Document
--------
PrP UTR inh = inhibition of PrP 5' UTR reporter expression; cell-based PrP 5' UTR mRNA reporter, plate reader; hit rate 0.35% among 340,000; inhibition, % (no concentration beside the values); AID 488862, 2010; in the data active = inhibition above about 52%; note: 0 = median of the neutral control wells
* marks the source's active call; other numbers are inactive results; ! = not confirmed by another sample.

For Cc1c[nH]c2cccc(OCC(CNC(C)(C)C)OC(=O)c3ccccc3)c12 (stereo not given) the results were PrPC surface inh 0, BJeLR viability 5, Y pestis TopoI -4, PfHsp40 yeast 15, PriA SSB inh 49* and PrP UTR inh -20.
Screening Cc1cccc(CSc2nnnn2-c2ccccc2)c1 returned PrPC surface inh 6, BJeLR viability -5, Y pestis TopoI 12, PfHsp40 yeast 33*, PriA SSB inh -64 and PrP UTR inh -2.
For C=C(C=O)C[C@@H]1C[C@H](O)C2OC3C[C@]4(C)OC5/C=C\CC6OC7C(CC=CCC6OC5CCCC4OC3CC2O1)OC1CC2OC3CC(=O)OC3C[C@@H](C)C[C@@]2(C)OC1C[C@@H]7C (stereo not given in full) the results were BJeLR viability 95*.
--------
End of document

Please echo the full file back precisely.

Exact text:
PrP UTR inh = inhibition of PrP 5' UTR reporter expression; cell-based PrP 5' UTR mRNA reporter, plate reader; hit rate 0.35% among 340,000; inhibition, % (no concentration beside the values); AID 488862, 2010; in the data active = inhibition above about 52%; note: 0 = median of the neutral control wells
* marks the source's active call; other numbers are inactive results; ! = not confirmed by another sample.

For Cc1c[nH]c2cccc(OCC(CNC(C)(C)C)OC(=O)c3ccccc3)c12 (stereo not given) the results were PrPC surface inh 0, BJeLR viability 5, Y pestis TopoI -4, PfHsp40 yeast 15, PriA SSB inh 49* and PrP UTR inh -20.
Screening Cc1cccc(CSc2nnnn2-c2ccccc2)c1 returned PrPC surface inh 6, BJeLR viability -5, Y pestis TopoI 12, PfHsp40 yeast 33*, PriA SSB inh -64 and PrP UTR inh -2.
For C=C(C=O)C[C@@H]1C[C@H](O)C2OC3C[C@]4(C)OC5/C=C\CC6OC7C(CC=CCC6OC5CCCC4OC3CC2O1)OC1CC2OC3CC(=O)OC3C[C@@H](C)C[C@@]2(C)OC1C[C@@H]7C (stereo not given in full) the results were BJeLR viability 95*.